A Rail Renaissance Moves Ahead, Despite Conservative Opposition
On a late summer weekend last year, more than 260,000 people celebrated the opening of the 18-mile Westside Line in Portland, Oregon. They got out of their cars, partied at the station stops, and waited for a chance to squeeze aboard the jam-packed train cars.
Trains are back. Fifty years after the U.S. tore up over 8,000 miles of urban trolley track, light rail, the modern-day equivalent of the tram car, is resurfacing on city streets. Political opposition still runs strong. And the money, despite $8.2 billion earmarked for light rail projects under the federal transportation bill (TEA-21), is scarce. But the proof is in the building. Light rail lines are under construction in Dallas, Denver, New York, St. Louis, Salt Lake City and San Jose. An extension of the light rail system in San Francisco is scheduled to open this year, and more than 20 light rail projects are currently in the planning or design phase.
“Everything old is new again,” says Barbara McCann, campaign manager for the Washington, D.C.-based Surface Transportation Policy Project. “There’s an explosion in demand for these systems.” Light rail isn’t the only form of rail transportation making a comeback. Thirty years ago, both science fiction writers and civic visionaries predicted that the world would soon be zipping around on high-speed ground transportation. While Japan and Europe went on to invest in the Bullet and TGV trains, funding problems in the 1980s killed ambitious high-speed projects in Florida, California and Texas.
But this fall, Amtrak will launch the nation’s first high-speed train in the Northeast corridor, slicing two hours off the Boston-New York route. Florida was planning a 186-mile-per-hour Florida Overland Express supertrain that would have connected Miami, Orlando and Tampa, but it was canceled in one of the first official acts of Governor Jeb Bush. In partnership with Amtrak, Midwest transit authorities unveiled plans last January for a high-speed regional network centered in Chicago. Next year, California will vote on a gas tax referendum to fund a statewide high-speed rail corridor.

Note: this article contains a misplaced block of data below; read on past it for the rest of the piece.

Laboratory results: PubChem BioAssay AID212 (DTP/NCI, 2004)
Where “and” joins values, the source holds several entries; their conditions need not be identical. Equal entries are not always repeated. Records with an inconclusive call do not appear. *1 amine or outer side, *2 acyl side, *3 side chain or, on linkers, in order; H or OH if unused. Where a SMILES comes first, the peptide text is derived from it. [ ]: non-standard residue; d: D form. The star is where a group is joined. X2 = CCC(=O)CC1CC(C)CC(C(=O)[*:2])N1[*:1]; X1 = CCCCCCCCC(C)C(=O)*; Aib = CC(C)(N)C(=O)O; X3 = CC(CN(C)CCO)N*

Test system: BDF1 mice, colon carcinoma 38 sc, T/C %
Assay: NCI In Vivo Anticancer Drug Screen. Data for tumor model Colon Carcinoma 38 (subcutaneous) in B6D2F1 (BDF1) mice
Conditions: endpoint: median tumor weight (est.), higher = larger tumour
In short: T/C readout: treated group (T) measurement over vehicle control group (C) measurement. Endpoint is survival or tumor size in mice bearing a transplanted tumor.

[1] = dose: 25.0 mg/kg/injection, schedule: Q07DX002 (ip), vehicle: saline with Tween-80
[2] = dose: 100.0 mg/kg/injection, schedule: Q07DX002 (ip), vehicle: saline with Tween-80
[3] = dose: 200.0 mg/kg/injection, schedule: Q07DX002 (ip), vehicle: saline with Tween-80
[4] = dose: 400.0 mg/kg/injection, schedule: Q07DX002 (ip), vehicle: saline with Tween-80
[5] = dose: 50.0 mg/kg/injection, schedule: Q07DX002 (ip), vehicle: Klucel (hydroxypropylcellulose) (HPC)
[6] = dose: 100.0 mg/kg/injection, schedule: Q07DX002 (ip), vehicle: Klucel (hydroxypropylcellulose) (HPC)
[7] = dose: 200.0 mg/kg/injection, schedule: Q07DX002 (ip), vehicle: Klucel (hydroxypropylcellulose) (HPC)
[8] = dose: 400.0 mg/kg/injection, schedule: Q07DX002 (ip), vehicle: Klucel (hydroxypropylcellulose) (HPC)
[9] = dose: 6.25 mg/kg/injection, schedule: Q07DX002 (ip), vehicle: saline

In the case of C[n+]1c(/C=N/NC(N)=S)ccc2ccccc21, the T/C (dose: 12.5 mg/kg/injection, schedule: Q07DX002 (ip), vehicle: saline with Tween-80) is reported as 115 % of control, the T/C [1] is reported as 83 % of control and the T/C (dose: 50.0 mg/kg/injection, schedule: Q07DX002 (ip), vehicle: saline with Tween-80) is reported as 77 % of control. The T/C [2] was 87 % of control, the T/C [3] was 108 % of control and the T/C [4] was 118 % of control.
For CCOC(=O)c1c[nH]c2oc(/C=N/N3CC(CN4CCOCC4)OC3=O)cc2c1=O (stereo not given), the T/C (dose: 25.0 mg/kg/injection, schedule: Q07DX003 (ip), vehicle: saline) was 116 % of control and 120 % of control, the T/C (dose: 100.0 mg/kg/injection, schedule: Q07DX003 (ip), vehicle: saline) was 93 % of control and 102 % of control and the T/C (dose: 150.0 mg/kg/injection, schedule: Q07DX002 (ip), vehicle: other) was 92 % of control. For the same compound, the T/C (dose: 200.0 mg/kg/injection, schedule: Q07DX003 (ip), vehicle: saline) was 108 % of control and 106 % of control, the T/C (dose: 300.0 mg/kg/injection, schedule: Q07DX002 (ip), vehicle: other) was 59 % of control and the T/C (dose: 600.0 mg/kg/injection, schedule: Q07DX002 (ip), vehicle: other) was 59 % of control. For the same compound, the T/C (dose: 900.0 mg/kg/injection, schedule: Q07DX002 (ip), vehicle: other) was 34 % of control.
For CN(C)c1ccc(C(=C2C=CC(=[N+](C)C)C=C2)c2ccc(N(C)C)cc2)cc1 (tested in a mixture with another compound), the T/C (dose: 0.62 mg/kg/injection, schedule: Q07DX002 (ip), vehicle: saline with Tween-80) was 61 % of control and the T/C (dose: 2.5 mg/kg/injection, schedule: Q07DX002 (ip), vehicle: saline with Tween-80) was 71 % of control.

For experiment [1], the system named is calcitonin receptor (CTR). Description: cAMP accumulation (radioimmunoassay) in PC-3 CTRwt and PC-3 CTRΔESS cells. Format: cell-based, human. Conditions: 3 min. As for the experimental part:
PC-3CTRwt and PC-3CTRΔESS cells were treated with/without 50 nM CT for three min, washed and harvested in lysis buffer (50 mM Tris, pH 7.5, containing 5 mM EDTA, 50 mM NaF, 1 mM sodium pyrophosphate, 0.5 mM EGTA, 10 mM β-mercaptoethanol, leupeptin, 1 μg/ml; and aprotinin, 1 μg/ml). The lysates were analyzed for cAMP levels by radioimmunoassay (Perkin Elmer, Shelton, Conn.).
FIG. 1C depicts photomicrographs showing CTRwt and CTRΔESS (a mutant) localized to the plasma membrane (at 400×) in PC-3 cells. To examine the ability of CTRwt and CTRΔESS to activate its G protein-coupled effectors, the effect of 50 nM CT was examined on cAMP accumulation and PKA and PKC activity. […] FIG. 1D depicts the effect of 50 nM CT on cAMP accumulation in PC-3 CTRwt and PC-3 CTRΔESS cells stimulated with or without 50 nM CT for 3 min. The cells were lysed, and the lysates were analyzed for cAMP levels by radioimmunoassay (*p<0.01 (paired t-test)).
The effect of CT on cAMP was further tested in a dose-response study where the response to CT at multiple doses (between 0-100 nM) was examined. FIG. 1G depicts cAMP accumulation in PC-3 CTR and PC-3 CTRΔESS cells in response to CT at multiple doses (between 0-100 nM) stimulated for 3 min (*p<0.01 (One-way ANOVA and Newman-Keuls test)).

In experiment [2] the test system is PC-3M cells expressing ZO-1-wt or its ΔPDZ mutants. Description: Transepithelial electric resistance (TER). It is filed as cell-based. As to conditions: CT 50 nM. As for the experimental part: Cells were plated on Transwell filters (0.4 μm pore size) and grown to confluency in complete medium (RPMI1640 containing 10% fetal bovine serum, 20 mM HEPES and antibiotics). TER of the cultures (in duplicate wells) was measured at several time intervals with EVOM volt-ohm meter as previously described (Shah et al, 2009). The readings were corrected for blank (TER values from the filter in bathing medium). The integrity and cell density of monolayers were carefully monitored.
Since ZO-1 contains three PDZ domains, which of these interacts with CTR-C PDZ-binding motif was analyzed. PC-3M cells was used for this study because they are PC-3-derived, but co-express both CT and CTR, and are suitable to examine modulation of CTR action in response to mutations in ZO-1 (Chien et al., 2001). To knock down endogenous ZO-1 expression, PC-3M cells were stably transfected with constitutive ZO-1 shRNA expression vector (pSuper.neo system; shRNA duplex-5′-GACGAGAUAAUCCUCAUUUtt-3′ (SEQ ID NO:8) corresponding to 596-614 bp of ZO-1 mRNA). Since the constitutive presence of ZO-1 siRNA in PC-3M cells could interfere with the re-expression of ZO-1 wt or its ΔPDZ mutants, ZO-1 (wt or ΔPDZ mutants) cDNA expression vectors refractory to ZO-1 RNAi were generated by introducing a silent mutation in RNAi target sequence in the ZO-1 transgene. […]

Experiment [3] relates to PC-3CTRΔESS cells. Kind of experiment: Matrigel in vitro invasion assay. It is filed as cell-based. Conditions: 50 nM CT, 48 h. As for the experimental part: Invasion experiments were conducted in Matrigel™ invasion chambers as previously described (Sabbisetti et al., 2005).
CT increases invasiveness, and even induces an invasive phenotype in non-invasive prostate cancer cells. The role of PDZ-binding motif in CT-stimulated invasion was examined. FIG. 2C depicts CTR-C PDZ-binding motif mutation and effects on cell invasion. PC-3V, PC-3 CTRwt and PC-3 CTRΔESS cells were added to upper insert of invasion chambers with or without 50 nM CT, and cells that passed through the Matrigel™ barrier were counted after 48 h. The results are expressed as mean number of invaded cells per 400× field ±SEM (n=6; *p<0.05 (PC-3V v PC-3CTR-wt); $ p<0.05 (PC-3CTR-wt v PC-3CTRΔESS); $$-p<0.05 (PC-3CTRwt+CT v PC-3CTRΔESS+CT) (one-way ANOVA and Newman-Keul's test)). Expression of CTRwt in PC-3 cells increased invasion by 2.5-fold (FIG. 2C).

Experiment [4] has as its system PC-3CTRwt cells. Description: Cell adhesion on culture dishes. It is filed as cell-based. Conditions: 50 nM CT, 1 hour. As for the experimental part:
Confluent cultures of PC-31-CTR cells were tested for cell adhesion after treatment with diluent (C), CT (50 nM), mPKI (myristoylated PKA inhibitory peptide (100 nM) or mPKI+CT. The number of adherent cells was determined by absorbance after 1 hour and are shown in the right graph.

“There’s been a notable increase in recognition of high-speed rail,” says Anne Chettle, communications director at the High Speed Ground Transportation Association. “Now we just have to make sure the money is appropriated and goes where it’s supposed to.” Under TEA-21, $2 billion has been earmarked for high-speed rail. Congress has also designated six regions in the U.S. as high-speed corridors, which means they are eligible for federal funds to upgrade existing track and signals for high-speed travel.
A response to traffic congestion and air pollution, the new rail renaissance is part of a flourishing national movement to develop more livable neighborhoods and contain urban sprawl. Rail has done for this effort what Greyhound and city bus systems never could: Take a transportation alternative and link it to a larger vision of community.
“When you put down a rail, you have a spine of fixed transit,” says Chris Hagerbaumer, air and transportation director at the Oregon Environmental Council. “It’s less about ridership numbers than about building efficient neighborhoods, places where people can work, go to school and shop.” Train stations promote downtown development, says Hagerbaumer. “They should also be the modal center, where light and heavy rail, buses and other forms of transportation converge.”